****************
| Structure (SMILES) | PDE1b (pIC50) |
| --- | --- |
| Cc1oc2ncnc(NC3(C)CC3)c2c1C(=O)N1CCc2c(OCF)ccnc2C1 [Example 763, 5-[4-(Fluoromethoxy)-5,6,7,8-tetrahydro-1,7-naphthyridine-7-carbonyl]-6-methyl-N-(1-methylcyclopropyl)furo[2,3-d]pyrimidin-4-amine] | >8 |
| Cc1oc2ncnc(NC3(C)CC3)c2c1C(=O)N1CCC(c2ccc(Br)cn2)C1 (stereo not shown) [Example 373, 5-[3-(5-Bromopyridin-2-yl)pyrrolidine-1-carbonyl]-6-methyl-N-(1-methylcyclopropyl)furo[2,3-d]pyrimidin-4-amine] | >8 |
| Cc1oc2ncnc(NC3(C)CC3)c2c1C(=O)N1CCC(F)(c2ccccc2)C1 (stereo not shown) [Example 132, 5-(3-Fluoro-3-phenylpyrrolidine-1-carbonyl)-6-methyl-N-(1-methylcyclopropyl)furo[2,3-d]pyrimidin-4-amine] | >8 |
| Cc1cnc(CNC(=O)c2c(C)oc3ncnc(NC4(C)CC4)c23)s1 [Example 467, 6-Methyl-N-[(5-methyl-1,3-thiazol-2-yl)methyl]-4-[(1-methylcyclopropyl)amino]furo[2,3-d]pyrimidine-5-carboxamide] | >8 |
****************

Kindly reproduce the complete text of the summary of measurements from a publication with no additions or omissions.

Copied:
| Structure (SMILES) | PDE1b (pIC50) |
| --- | --- |
| Cc1oc2ncnc(NC3(C)CC3)c2c1C(=O)N1CCc2c(OCF)ccnc2C1 [Example 763, 5-[4-(Fluoromethoxy)-5,6,7,8-tetrahydro-1,7-naphthyridine-7-carbonyl]-6-methyl-N-(1-methylcyclopropyl)furo[2,3-d]pyrimidin-4-amine] | >8 |
| Cc1oc2ncnc(NC3(C)CC3)c2c1C(=O)N1CCC(c2ccc(Br)cn2)C1 (stereo not shown) [Example 373, 5-[3-(5-Bromopyridin-2-yl)pyrrolidine-1-carbonyl]-6-methyl-N-(1-methylcyclopropyl)furo[2,3-d]pyrimidin-4-amine] | >8 |
| Cc1oc2ncnc(NC3(C)CC3)c2c1C(=O)N1CCC(F)(c2ccccc2)C1 (stereo not shown) [Example 132, 5-(3-Fluoro-3-phenylpyrrolidine-1-carbonyl)-6-methyl-N-(1-methylcyclopropyl)furo[2,3-d]pyrimidin-4-amine] | >8 |
| Cc1cnc(CNC(=O)c2c(C)oc3ncnc(NC4(C)CC4)c23)s1 [Example 467, 6-Methyl-N-[(5-methyl-1,3-thiazol-2-yl)methyl]-4-[(1-methylcyclopropyl)amino]furo[2,3-d]pyrimidine-5-carboxamide] | >8 |